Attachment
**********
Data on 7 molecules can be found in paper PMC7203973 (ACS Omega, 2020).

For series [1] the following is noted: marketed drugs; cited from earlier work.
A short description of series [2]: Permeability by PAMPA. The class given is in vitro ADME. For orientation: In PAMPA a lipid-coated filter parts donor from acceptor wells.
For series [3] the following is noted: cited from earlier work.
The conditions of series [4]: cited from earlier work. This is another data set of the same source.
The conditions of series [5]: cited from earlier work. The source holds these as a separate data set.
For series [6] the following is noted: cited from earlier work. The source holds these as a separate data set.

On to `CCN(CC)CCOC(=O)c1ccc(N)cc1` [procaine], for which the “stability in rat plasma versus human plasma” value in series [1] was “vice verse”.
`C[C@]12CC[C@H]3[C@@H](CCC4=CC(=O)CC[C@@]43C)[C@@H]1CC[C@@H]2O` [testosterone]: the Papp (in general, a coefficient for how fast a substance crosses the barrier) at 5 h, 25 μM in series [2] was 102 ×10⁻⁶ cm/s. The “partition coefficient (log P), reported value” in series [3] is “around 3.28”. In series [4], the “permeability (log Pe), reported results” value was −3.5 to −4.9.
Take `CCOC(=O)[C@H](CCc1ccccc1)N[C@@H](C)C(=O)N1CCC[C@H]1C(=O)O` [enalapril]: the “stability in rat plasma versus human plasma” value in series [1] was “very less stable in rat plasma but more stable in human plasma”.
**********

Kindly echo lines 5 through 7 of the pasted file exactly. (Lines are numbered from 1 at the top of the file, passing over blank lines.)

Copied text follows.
The conditions of series [4]: cited from earlier work. This is another data set of the same source.
The conditions of series [5]: cited from earlier work. The source holds these as a separate data set.
For series [6] the following is noted: cited from earlier work. The source holds these as a separate data set.